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Review: Spent by Antonia Crane

June 23rd, 2014     by Allison McCarthy     Comments

photo credit: antoniacrane.com

There are stories within stories. On its most recognizable level, Antonia Crane’s debut memoir, Spent, can be framed as a powerful behind-the-scenes peek into the candid details of Crane’s experiences in the adult entertainment industry. So that’s one story – and certainly it’s a story that deserves to be told, as the stories of sex workers are too often painted as broad stereotypes in mainstream media. (Think Julia Roberts’ “Hooker with a Heart of Gold” in Pretty Woman).

But for perceptive readers, there are other, more subtle stories to be mined. Crane’s truth-telling extends far beyond the details of her profession and into her life as an artist and survivor. Spent proves to be a fascinating, complex and richly observed first-person account of the author’s experience at the intersections of social class, mother-daughter relationships, body image and queer sexuality.

Crane is raised primarily by her mother, who worries about her daughter’s safety even as she exposes her to danger in the form of a physically abusive boyfriend-turned-stepfather. We know from the outset of the book that her mother has died, but what we learn over time is how her relationship with her mother informed her world view. For Crane, who is often cast into the role of caregiver for men such as her brother and boyfriend, there is no financial safety net and often, emotional support can only be translated as worried voicemail messages from a distant, complicated mother.

Speaking of complicated personal relationships, as a reader, I found it especially refreshing that Crane writes so honestly about her romantic relationships with both women and men. Too often, the stories of folks who fall outside of the gay/straight binary are streamlined, as if readers are incapable of understanding bisexuality or queer identity. But Crane never simplifies her experiences and she even takes responsibility for her own biases: regarding her feelings of insecurity for a girlfriend’s relationships with other women, Crane writes: “I clammed up. Jealousy was not invited to the non-monogamy racket.”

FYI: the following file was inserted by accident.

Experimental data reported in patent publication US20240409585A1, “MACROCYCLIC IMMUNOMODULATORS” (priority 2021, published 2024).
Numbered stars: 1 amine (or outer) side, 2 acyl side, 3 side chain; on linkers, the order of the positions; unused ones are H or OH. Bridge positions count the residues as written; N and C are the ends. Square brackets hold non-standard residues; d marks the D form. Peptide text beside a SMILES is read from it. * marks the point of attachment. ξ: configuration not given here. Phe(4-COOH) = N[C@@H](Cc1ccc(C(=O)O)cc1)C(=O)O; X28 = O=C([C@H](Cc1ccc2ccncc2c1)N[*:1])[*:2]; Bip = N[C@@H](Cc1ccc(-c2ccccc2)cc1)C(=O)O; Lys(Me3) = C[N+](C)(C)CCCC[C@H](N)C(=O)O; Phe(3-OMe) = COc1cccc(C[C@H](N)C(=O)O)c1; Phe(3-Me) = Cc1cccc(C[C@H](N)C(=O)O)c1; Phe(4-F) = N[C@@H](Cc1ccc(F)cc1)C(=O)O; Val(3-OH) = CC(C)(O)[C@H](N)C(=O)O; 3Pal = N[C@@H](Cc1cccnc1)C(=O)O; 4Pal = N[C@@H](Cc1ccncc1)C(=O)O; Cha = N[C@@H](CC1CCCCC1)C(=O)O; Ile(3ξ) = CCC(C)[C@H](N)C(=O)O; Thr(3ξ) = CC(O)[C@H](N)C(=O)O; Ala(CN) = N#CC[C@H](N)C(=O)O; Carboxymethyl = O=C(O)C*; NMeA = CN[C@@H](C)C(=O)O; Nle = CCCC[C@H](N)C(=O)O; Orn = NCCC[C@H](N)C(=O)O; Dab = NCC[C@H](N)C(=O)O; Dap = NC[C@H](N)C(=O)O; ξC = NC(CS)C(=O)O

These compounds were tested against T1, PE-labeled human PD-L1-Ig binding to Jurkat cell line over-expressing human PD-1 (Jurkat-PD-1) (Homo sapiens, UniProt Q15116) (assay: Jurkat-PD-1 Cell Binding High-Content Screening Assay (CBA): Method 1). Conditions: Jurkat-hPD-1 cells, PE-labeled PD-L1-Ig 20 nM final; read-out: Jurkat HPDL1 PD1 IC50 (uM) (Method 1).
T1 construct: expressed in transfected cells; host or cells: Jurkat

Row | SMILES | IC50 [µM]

Crane’s work in Spent remains powerful and equally unafraid at every turn her story takes. She writes in blunt terms about her issues of shame and struggle with weight: “I was haunted by fat, always pinching the blubber around my hips. I hated mirrors. I compared my thighs to the skinny girls in Jazzercise whose bodies were sharp points of perfection.” For Crane, food is both a source of comfort and an enemy to be vanquished as she channels her grief into baking lemon bars that she refuses to eat. Spent critiques ideals of feminine perfection even as the narrative descends into the author’s unending struggles with weight gain and loss. While Crane boasts of building “a seasoned hustler persona and body to match,” she admits to being “relieved to see the range of body types… round hips, stretch marks and crooked smiles; their garters held stacks of green. They were making money. Maybe I could, too.”

The Boston Women’s Health Collective’s Our Bodies, Ourselves for the New Century notes that “Contrary to the ugly stereotypes of prostitutes as fallen women, dope addicts, or disease carriers, sex workers are women at work… surviving economically in a job market that underpays women at every economic level.” Spent never shies away from the author’s vision of her industry as a means to an end – financial liberation. Yet this book’s approach also liberates from the oppressive weight of secrets and shame. Even in moving through themes of grief and loneliness, Crane never verges into self-pity. In reflecting on her career decisions, she writes: “Sometimes I wish I had made a different choice when I was broke and feisty and alone. But I didn’t. I became the hardest working dancer I could be. I learned how to extract blood from stone.”

The most wrenching of Spent’s themes is the loss of Crane’s mother, who endures “a cancer so rare, it’s like getting struck by lightning… She was logical, reasonable, and organized. She didn’t want to inconvenience me.” Crane’s depiction of the rippling effects of her grief are part of an ongoing literary conversation in memoirs such as Cheryl Strayed’s Wild; these titles could easily be paired together as part of an accessible, honest discussion on the loss of mothers. But don’t expect any neat or tidy narrative resolutions from Crane. The stories within stories of Spent revel in the contradictions of Crane’s life and fully embrace ambiguity, uncertainty and nuance.

Tags: body politics

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